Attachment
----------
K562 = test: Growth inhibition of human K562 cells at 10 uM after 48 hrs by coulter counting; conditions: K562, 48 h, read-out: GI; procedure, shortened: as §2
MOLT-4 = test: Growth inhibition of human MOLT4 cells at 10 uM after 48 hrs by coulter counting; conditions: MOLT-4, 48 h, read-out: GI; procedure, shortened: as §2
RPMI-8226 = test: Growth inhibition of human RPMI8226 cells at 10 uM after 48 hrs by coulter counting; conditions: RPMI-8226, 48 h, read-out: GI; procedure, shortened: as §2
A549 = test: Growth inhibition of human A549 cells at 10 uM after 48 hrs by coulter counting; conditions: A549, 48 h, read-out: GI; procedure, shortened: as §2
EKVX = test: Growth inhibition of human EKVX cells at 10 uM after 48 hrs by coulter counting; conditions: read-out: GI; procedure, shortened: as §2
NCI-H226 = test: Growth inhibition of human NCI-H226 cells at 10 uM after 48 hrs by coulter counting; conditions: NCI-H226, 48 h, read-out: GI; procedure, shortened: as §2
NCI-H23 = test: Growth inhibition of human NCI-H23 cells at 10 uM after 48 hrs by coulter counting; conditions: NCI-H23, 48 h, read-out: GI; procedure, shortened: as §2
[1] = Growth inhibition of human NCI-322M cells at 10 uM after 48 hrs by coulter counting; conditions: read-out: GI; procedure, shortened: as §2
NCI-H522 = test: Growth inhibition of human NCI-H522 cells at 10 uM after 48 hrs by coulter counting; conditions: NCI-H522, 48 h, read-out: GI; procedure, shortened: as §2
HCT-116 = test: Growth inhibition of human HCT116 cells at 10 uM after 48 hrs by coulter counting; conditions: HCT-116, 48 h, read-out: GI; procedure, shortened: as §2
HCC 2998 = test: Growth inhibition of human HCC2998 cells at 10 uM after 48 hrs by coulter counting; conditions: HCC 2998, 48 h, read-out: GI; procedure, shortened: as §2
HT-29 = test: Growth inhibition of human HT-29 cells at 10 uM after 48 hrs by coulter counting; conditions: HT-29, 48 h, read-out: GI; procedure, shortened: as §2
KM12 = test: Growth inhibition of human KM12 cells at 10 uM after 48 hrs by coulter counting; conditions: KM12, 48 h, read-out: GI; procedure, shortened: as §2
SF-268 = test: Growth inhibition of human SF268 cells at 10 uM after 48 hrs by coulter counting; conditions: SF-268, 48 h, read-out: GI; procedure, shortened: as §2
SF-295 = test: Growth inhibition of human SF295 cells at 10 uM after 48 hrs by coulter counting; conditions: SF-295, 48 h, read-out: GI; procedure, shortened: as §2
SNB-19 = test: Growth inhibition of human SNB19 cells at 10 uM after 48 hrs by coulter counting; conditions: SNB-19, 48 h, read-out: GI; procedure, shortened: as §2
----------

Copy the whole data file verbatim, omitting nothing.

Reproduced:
K562 = test: Growth inhibition of human K562 cells at 10 uM after 48 hrs by coulter counting; conditions: K562, 48 h, read-out: GI; procedure, shortened: as §2
MOLT-4 = test: Growth inhibition of human MOLT4 cells at 10 uM after 48 hrs by coulter counting; conditions: MOLT-4, 48 h, read-out: GI; procedure, shortened: as §2
RPMI-8226 = test: Growth inhibition of human RPMI8226 cells at 10 uM after 48 hrs by coulter counting; conditions: RPMI-8226, 48 h, read-out: GI; procedure, shortened: as §2
A549 = test: Growth inhibition of human A549 cells at 10 uM after 48 hrs by coulter counting; conditions: A549, 48 h, read-out: GI; procedure, shortened: as §2
EKVX = test: Growth inhibition of human EKVX cells at 10 uM after 48 hrs by coulter counting; conditions: read-out: GI; procedure, shortened: as §2
NCI-H226 = test: Growth inhibition of human NCI-H226 cells at 10 uM after 48 hrs by coulter counting; conditions: NCI-H226, 48 h, read-out: GI; procedure, shortened: as §2
NCI-H23 = test: Growth inhibition of human NCI-H23 cells at 10 uM after 48 hrs by coulter counting; conditions: NCI-H23, 48 h, read-out: GI; procedure, shortened: as §2
[1] = Growth inhibition of human NCI-322M cells at 10 uM after 48 hrs by coulter counting; conditions: read-out: GI; procedure, shortened: as §2
NCI-H522 = test: Growth inhibition of human NCI-H522 cells at 10 uM after 48 hrs by coulter counting; conditions: NCI-H522, 48 h, read-out: GI; procedure, shortened: as §2
HCT-116 = test: Growth inhibition of human HCT116 cells at 10 uM after 48 hrs by coulter counting; conditions: HCT-116, 48 h, read-out: GI; procedure, shortened: as §2
HCC 2998 = test: Growth inhibition of human HCC2998 cells at 10 uM after 48 hrs by coulter counting; conditions: HCC 2998, 48 h, read-out: GI; procedure, shortened: as §2
HT-29 = test: Growth inhibition of human HT-29 cells at 10 uM after 48 hrs by coulter counting; conditions: HT-29, 48 h, read-out: GI; procedure, shortened: as §2
KM12 = test: Growth inhibition of human KM12 cells at 10 uM after 48 hrs by coulter counting; conditions: KM12, 48 h, read-out: GI; procedure, shortened: as §2
SF-268 = test: Growth inhibition of human SF268 cells at 10 uM after 48 hrs by coulter counting; conditions: SF-268, 48 h, read-out: GI; procedure, shortened: as §2
SF-295 = test: Growth inhibition of human SF295 cells at 10 uM after 48 hrs by coulter counting; conditions: SF-295, 48 h, read-out: GI; procedure, shortened: as §2
SNB-19 = test: Growth inhibition of human SNB19 cells at 10 uM after 48 hrs by coulter counting; conditions: SNB-19, 48 h, read-out: GI; procedure, shortened: as §2